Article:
The only way forward adopts a completely physical worldview, but our eyes can only look outward. The reader should by now believe that thoughts and emotions are subject to the laws of physics, but how do we observe them? Titchener and Husserl led the way. Realizing that sight is a feeling, they reduced all sensory perceptions to their basic form. That basic form is the energy feelings we can use to observe both our minds and the world. Our minds burn feelings as fuel and yield them as products; the rest are just cells. To understand how our minds work we need to acknowledge that sight is a feeling in our eyes. Kant and Husserl were correct; all observations can only be subjective feelings. I may report seeing water boil at one hundred degrees and others might confirm my observation, but while we report the same thing, we cannot share the feeling.



The mind theory presented hereafter is not at all like Plato's idea. It comes to us mostly second-hand by way of a single copy of a Roman poem (The Nature of Things by Lucretius) found (1416) in a backwater German monastery. Harvard's, Stephen Greenblatt (The Swerve, 2011) tells us that the poem's discovery and sharing by Papal translator, Poggio Bracciolini sparked the seventeenth century science of Galileo and Newton. The poem's subject is the philosophy of Greek materialist, Epicurus. He mainly studied under the atomist, Democritus, but the idea of the Stoic, Zeno that we must give-in to the laws of nature, also greatly influenced him. We learn from the poem, that thought needs more than a brain. Epicurus understood the 3D illusion and so, unlike the Plato, believed that the soul could not look out through the eye like a window (“if that were the case it would see better without the eye”). He taught that the eye sees for itself. That is important because he is not only saying that the mind is physical; he is also saying it is bigger than our brains and we experience the world in our various sense organs - like eyes. If Epicurus is correct in saying that eyes see for themselves, then ears must hear for themselves and so on.

The Epicurean model poses the brain as a library for the five externally focused sense organs, muscles, and homeostats to use as writers and readers, rather than the spies and minions of the Hippocratic model. We have the five senses to identify things and homeostats for self-interest. Emotions and muscles, not the brain, drive our bodies according to the instructions they write and later read. While the brain houses, links, and matches that data, as we will see, it has no awareness of their content or effects. The brain, like a library building, has no means to access or understand its knowledge. The three different kinds of sensitive organs create and borrow the feelings brought in and lent out. Only the organs are conscious of each's sensations. Brain injury would be like a fire at one end of the building that burns some books and that would change behavior because data or access was missing, not because of damage to some supposed decision-making faculty. No, 'I' exists to look out through our eyes; the sense organs themselves are our 'I'. The good news, from the scientific point-of-view, is that his concept excuses the brain from the need to understand, and so we can ditch the super-computer brain. We can now simplify brain operations to a level that our current theories of biology can support.

If the readers would be kind enough to entertain the idea that we experience light energy in our eyes and record that feeling in our brains, then they would also have to grant that sight energy remembered from the brain goes back to the same eyes. We feel memories of light energy in our eyes. As we will see, Ivan Pavlov, Lectures on Conditioned Reflexes, 1928, discovered that all our sense organs have double-wired (afferent and efferent) nerve connections to the brain. If the brain were the organ conscious of sight and memories of sight, we would only need a single, one-way nerve connection. We would only need to wire the senses one-way to the brain and one-way from the brain to the muscles. We can only need two nerves, if the traffic is two-way; evolution hates waste. That confirms that the eye and other sense organs get information back from the brain. The sense organs re-feel memories. If we see in our eyes and hear in our ears then our conscious stream is a series of feelings occurring at sites all over our bodies. You still have to operate your day-to-day life as if the stereoscopic illusion were a real picture of the world, but this is science, no one can see atoms either. This 'whole body' mind concept lends itself to a far simpler explanation of psychology. Nevertheless, we still face the same problem. How do we sense it?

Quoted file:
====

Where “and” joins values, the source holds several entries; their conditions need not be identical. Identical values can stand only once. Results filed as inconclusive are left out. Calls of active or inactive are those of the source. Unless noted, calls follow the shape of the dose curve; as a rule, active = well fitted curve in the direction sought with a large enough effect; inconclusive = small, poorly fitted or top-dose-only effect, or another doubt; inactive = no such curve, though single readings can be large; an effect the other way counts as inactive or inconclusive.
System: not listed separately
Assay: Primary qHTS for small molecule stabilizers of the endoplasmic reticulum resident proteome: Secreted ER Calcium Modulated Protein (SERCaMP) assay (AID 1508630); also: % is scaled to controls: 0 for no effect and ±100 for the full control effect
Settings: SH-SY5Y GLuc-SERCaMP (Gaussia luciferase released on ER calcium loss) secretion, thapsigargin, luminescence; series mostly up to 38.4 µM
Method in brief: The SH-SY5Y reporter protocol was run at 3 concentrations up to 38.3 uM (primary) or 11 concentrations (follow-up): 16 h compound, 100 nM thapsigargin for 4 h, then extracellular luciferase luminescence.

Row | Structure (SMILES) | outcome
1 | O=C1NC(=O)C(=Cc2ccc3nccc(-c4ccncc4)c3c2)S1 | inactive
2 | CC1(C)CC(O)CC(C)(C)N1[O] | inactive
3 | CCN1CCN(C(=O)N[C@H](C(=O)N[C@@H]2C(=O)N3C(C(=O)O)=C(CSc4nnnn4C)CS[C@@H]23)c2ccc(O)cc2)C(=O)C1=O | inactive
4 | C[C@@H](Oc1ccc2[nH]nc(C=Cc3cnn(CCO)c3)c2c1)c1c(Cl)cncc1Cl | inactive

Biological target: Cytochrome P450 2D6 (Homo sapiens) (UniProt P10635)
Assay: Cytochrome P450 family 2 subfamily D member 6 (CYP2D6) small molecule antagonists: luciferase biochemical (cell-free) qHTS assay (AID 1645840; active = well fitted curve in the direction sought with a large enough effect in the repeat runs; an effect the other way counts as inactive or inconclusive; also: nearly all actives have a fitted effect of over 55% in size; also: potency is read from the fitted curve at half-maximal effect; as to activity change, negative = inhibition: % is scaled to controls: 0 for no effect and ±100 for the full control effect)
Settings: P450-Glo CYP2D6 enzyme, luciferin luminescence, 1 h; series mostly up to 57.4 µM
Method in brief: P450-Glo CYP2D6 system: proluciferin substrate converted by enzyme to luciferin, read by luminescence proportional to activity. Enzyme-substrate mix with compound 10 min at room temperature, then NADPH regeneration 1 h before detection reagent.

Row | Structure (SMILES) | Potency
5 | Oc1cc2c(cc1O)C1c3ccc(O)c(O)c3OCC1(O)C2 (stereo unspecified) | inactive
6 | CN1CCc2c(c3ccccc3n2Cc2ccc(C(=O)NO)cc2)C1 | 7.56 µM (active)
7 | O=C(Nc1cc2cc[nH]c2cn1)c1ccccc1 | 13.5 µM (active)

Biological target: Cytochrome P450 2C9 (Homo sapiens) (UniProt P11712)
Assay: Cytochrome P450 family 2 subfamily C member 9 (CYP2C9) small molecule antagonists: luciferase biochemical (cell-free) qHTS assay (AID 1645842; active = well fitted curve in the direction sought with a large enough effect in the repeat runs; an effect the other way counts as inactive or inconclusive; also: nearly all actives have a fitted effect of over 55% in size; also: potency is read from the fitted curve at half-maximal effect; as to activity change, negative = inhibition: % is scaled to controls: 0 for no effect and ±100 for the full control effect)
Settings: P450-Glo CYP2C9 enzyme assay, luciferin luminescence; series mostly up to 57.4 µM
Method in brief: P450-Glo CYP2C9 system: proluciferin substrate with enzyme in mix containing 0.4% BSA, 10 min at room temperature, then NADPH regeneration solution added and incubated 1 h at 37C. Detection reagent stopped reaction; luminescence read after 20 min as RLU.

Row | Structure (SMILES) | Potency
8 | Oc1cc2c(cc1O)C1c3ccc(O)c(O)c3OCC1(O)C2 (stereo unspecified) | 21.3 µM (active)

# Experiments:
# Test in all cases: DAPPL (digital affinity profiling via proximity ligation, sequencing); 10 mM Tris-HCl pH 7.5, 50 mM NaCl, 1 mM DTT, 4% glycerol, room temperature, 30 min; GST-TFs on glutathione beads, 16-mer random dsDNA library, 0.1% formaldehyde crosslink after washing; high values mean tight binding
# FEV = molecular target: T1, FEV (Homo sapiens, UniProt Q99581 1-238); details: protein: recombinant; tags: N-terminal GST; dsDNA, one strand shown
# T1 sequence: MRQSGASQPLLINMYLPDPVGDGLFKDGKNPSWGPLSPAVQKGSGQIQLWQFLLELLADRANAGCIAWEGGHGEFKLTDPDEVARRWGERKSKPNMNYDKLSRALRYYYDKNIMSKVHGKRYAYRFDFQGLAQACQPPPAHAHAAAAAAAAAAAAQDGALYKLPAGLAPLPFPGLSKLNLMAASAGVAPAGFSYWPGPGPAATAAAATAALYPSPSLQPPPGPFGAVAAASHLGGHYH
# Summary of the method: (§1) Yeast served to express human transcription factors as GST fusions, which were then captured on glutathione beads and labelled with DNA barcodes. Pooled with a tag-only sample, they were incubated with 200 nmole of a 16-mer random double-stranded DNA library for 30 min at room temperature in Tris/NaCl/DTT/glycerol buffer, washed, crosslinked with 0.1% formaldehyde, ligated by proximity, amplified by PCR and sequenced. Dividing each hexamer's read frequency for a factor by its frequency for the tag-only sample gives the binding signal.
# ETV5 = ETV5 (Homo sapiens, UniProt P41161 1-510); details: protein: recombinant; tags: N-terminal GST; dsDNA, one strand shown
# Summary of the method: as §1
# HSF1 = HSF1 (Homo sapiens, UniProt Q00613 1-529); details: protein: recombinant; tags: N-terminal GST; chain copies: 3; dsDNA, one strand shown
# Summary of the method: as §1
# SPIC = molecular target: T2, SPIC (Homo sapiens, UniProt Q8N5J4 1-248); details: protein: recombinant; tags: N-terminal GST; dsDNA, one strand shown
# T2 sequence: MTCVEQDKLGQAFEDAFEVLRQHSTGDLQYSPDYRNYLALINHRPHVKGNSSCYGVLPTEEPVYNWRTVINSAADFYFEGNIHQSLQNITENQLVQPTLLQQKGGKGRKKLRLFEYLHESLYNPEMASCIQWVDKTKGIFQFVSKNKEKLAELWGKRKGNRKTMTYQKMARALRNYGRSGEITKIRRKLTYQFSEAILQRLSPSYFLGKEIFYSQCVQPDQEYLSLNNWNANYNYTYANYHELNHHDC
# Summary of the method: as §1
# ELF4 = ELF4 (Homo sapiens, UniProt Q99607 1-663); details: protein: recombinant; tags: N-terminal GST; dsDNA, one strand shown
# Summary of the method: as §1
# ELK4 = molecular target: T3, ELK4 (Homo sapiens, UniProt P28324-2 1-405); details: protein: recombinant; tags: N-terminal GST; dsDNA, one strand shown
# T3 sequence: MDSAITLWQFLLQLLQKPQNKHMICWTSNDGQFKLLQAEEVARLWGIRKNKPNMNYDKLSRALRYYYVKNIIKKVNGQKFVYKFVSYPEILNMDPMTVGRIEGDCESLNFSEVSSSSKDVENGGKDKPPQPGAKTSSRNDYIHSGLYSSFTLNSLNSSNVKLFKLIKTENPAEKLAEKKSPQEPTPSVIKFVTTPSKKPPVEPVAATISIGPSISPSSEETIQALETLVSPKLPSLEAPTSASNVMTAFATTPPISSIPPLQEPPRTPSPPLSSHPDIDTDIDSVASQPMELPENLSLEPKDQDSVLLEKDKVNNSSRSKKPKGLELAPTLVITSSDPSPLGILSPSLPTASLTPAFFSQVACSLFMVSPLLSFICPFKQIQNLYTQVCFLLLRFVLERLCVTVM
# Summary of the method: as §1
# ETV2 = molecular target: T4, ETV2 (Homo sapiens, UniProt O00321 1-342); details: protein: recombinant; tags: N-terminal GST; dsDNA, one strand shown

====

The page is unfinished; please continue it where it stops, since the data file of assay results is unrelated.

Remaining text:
As has already been said, we experience the effects of our minds, bodies, and the world as feelings in our conscious stream. Therefore, we could just pay attention to our feeling streams and share what we feel with others looking for patterns. That would work in time, but there is a problem. As adults we translate raw feelings with subroutines, like hand/eye coordination and cups of coffee. Husserl noticed that we react without thinking and without noticing the process. He said that we can only see the front profile of a cup of coffee, but we act as if we could see from all sides when picking it up. Our sight is limited so we must fill in the rest from memory. He wanted to feel life as a baby before learning all the memories that interpret our experience, and we can. If you have ever drunk enough alcohol almost to poison yourself (this is not recommended, even under medical supervision), you have found that your hand/eye coordination was lost. You could not even put a key in a door lock. You were not be able to walk strait or even stand. However as you lay on the ground, drooling and puking, soiled by your own feces and urine, you might have noticed that you had impaired your access to a lifetime of learning, and, having induced Husserl's epoché, were at that moment as helpless as a newborn.

I have purposely induced just such a state, with notebook and pencil, to follow my basic though process. The results follow.


This is the end of the first chapter.